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Chemical Engineering Department

ChE 211.01 Mass & Energy Balances


Fall 2015
Required course, 4 (4+2+0) credits.
Catalogue Description: Calculation

methods used in chemical and biochemical engineering


based on principles of material and energy balances. Application of equations of state, heat
capacity, enthalpy, chemical reactions, two-phase systems, enthalpy-concentration diagrams,
heats of solution crystallization, vaporization, melting etc. Simultaneous material and energy
balance calculations of chemical and biochemical engineering unit operations, unit processes
and related applications.
Prerequisites: ChE 110
Class schedule: M56 W56 Th6 F8
Instructor: Mahir Arkol
E-mail: arikolma@boun.edu.tr
Office hours (O.H): M78 W78
Teaching Assistant:
Textbook and other required material: R.M. Felder & R.W. Rousseau, Elementary Principles od Chemical
Processes, 3rd Edition, John Wiley & Sons, Inc., New York; 2000.
Web: You are responsible of the announcements posted on the web site.
Topics covered
I.

Introduction to chemical engineering calculations


1.
2.
3.

Units and dimensions


Systems and conversion of units
Dimensional homogeneity

II. Processes and process variables


1.
2.
3.
4.

Process classification
Mass, volume and flow rate
Chemical composition
Pressure and temperature

III. Mass balances


1.
2.
3.
4.

Mass balances on non-reactive processes


Tie components
Recycle, bypass and purge
Mass balances on reactive processes

IV. General energy balances


1.
2.

Forms of energy
Determination of specific enthalpies

V. Energy balances on non-reactive processes


1
2
3

General procedure for energy balances


Changes in temperature
Special applications
3.1. Psychrometric charts
3.2. Enthalpy- composition diagrams

VI. Energy balances on reactive processes


1
2

Accounting for chemical reactions


Adiabatic flame temperature

VII. Simultaneous mass and energy balances

Course Learning Outcomes:


1. Develop an understanding of basic calculation methods used in chemical industry based on the
principles of material and energy balances.
2. Perform degree of freedom analysis and solve simultaneous material and energy balances for chemical
engineering operations, processes and related applications.
3. Learn how to use MATLAB software as a multi-purpose computational tool.

Relationship of course to student outcomes


Student Outcomes
(a) an ability to apply knowledge of mathematics, science, and engineering
(b) an ability to design and conduct experiments, as well as to analyze and interpret data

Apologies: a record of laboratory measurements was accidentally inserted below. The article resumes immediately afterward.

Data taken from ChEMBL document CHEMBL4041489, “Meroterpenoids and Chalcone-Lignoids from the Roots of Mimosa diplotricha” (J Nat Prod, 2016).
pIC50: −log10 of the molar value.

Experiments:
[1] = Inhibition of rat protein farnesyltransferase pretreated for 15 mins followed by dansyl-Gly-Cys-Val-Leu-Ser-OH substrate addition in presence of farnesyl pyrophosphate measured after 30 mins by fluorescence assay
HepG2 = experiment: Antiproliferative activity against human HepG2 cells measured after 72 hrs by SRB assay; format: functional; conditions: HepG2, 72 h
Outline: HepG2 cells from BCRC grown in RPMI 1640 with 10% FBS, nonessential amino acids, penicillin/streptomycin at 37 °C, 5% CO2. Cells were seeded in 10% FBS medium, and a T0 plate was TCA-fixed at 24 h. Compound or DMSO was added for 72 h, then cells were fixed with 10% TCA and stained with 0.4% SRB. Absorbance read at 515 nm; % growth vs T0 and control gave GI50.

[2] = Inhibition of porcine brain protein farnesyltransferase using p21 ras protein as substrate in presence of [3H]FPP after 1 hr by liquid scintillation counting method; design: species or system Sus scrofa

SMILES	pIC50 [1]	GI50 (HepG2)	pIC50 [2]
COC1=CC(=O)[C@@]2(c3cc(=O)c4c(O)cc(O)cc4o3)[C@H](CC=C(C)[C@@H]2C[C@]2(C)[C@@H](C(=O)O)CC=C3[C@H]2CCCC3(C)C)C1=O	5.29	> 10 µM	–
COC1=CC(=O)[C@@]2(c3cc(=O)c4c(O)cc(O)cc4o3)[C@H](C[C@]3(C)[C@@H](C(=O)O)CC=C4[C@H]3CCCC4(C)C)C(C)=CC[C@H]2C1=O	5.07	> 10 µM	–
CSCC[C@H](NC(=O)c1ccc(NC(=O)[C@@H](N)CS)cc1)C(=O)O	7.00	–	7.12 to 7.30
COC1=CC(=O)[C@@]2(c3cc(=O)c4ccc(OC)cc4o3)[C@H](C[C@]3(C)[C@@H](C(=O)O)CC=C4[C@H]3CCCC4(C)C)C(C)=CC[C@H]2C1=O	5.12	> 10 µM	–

(c) an ability to design a system, component, or process to meet desired needs within
realistic constraints such as economic, environmental, social, political, ethical, health and
safety, manufacturability and sustainability,
(d) an ability to function on multi-disciplinary teams
(e) an ability to identify, formulate, and solve engineering problems
(f) an understanding of professional, ethical and social responsibility
(g) an ability to communicate effectively
(h) the broad education necessary to understand the impact of engineering solutions in a
global, economic, environmental and societal context
(i) a recognition of the need for, and an ability to engage in life-long learning
(j) a knowledge of contemporary issues
(k) an ability to use the techniques, skills, and modern engineering tools necessary for
engineering practice
(l) an ability to implement the engineering background to other related areas
(m) an ability to adapt to the continuously changing economical, social and technological
environments

Course learning
outc
omes
1
2
3
x
x

Contribution of Course Learning Outcomes to Program Objectives


Course learning
Outcomes
1
2
3

Program Objectives
1.
2.
3.

Our graduates will contribute to the chemical and biochemical industries by playing
key roles in designing, developing, operating, and maintaining chemical and
biochemical engineering processes and tools.
Our graduates will pursue graduate studies in leading academic institutions and will
participate in chemical engineering research at the international level.
Our graduates will engage in life-long learning and will be ready to cope with
competitive and rapidly changing industrial and academic environments.

Grading:
If a quiz is missed, the student will get a zero from that quiz.
Lowest scored quizzes/ will be discarded.(number will depend on the total number)
No make-up exam will be given
No photocopies of any kind are allowed.
Quiz (announced/unannounced)
Midterm 1 (Oct 26, 2015)
Midterm 2 (Dec 21, 2015)
Final
TOTAL

50 %
15 %
15 %
20 %
100 %

Note: Those students with a minimum score of 25 out of 80 will have the right to take the Final Exam.
Others will not participate in the final, get an F and will not have the right for a Resit Exam. Those who
have the right to take the final exam may exercise their option of not taking it subject to the condition that
they sign a statement.
Prepared by Prof. MahirArkol

September 2015